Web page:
Having plenty of spare time whist at sea and on leave I was thinking of learning a foreign language, but I cannot make up my mind which one to learn.
What do people think will be the most useful language to learn in terms of future career development, which will help get better jobs in the future?
I would think that would depend upon where you intend to work. For instance working in the emerging South American market, it would be Spanish/Portuguese. But working in the Transatlantic trade would probably be German or Russian. To be taken as an authentic Frenchman all you need to learn is: "Je me rends."
If you want to trade in the middle east Farsi would be helpful. But… do you want to work there in a close business climate? I don’t even want to be a tourist anywhere near that.
But the BIG one would be to conquer Chinese. I believe there will soon be more English speaking Chinese than there will be English speaking Americans!
As hard as it is to quantify, I found a wikipedia article that states there are 10 million fluent english speakers in China. and there are 300 million english language ‘learners’ (??) That is more than the entire US population!!! and they have a few more spare million to boot too! Sort of scary!
Don’t forget Swahili there Cap!
I would say Spanish and Portuguese will be the most useful.
Like they said before it depends on where you are working. If you are in the offshore industry definitely learn Brazilian Portuguese. Of course Tagalog wouldn’t hurt you either.
Nobody speaks Chinese. Chinese is a written language only, it is Mandarin that is the spoken language.
[QUOTE=Fraqrat;62001]Don’t forget Swahili there Cap![/QUOTE]
I wouldn’t recommend ANYONE go to Nigeria though!
[QUOTE=cappy208;62018]I wouldn’t recommend ANYONE go to Nigeria though![/QUOTE]
They speak English there.
Fluent Coonass would be good for the Gulf of Mexico, I am not sure Rosetta Stone has that software yet.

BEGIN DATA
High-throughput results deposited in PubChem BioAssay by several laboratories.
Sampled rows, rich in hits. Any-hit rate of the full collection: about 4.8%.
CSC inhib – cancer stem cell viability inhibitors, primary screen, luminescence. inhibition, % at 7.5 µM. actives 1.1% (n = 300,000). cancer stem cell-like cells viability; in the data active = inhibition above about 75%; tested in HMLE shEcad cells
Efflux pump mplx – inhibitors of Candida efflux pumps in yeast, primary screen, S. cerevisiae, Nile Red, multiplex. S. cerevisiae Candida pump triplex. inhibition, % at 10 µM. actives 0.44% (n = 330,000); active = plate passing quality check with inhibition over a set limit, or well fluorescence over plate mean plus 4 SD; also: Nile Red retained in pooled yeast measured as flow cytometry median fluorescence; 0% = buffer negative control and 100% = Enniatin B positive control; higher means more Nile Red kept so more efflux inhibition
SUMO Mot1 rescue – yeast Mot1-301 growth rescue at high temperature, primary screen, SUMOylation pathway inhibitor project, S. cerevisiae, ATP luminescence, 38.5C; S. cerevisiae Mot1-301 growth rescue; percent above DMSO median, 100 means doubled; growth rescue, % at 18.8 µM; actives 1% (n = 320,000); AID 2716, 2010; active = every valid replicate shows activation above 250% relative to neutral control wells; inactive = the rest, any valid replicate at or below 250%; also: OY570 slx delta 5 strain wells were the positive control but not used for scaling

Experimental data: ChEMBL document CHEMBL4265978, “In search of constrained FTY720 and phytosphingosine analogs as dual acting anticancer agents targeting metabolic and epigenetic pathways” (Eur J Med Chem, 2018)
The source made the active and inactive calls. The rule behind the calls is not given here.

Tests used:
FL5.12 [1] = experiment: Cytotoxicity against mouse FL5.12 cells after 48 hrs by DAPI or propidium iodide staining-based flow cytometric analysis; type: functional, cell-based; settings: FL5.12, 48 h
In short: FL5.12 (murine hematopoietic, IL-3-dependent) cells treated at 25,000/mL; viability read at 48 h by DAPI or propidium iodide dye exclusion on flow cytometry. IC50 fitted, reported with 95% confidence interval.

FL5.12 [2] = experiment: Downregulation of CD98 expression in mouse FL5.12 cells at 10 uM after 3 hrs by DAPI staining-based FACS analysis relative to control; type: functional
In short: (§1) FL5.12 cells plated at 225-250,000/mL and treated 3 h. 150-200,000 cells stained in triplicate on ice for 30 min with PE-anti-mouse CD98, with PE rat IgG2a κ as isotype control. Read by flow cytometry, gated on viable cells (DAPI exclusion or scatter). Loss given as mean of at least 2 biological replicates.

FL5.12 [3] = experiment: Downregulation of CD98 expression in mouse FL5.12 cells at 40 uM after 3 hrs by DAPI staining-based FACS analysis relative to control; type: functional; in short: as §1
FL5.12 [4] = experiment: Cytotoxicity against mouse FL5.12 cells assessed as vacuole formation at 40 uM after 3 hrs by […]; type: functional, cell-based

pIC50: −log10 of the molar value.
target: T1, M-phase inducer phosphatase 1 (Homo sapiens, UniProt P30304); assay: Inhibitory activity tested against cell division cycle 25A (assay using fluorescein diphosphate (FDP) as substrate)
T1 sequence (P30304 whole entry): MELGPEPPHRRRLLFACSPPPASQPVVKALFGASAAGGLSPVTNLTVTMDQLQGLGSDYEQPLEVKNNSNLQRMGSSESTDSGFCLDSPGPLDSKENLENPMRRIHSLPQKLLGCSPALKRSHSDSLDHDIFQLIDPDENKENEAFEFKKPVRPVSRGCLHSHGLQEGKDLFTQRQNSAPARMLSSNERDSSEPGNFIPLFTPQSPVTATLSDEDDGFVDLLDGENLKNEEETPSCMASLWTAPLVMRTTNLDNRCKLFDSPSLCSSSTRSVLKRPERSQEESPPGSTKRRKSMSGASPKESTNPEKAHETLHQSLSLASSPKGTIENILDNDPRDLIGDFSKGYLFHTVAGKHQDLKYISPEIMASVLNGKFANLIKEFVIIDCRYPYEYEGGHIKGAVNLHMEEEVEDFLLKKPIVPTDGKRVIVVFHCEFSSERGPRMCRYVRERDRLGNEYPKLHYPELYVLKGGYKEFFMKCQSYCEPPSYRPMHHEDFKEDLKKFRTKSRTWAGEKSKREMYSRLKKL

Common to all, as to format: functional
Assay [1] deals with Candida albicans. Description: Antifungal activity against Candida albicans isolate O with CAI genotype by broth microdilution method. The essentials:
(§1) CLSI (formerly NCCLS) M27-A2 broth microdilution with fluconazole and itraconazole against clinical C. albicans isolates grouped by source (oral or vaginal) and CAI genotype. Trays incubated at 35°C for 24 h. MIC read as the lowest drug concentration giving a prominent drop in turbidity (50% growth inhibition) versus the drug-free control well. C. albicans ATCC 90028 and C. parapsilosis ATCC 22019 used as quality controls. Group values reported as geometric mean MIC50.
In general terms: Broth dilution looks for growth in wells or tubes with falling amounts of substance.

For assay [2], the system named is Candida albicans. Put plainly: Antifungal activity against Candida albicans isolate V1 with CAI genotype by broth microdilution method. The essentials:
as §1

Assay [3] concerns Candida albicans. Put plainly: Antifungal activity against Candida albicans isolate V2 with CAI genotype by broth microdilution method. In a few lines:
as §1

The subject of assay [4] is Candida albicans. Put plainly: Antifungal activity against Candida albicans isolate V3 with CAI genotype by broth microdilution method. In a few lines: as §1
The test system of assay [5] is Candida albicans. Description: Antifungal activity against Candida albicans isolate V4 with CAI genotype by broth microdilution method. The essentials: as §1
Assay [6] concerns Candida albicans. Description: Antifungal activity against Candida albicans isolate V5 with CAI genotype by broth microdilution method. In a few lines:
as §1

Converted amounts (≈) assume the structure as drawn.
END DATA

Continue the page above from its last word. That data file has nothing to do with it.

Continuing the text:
For most of the world, English is the most useful foreign language!
Famous words from my retired Army CSM father…that has lived in Germany for the last 20 years… and does not speak German. When you ask him why he don’t speak German…
“If they want my money, they can speak to me in f@%king English”
Haha…This reminds me of when I was an OS/AB on supply boats years ago. One time that really stands out was when a guy on the radio kept saying “turdy tree”. I asked my captain what the hell he was talking about and my captain was like: “he’s just saying 33”.
[QUOTE=KennyW1983;62077]How true, how true![/QUOTE]
IIRC, that is translated in coonass to: Dattru dattru.
If you are going to be around the mid-Atlantic I suggest learning Tangier. Good luck with that
[QUOTE=CoastalDPO;62036]Fluent Coonass would be good for the Gulf of Mexico, I am not sure Rosetta Stone has that software yet.[/QUOTE]
okey dare cap’n…I sees ya on da wun…I’s jus toppin aroun hear infrona c port…you cum on bye dare…okey?’
KP Engineer, I’ve mastered that one, I live about a 20 min. boat ride across the bay from the island.
C. Captain, you could beat Rosetta Stone to the punch and develop your own language learning software and market it right at the store in Fourchon!
[QUOTE=CoastalDPO;62171]KP Engineer, I’ve mastered that one, I live about a 20 min. boat ride across the bay from the island.
C. Captain, you could beat Rosetta Stone to the punch and develop your own language learning software and market it right at the store in Fourchon![/QUOTE]
Just make sure the lessons are recorded. . .
[B]I’m not sure about sign language being the most useful in the shipping/maritime industry, but the culture of it is sure interesting.
I took a few courses way back, when it was college credited as a “foreign language”
The up side to it is when your in noisy areas, you can still communicate effectively. Or when your diving.
Down side, not everybody signs.
So handy in deaf community yeah, maritime not so much.
Just thought I would suggest though. I’ve been thankful many times I did.
I would seek opinion from richard8000milesaway also.[/B]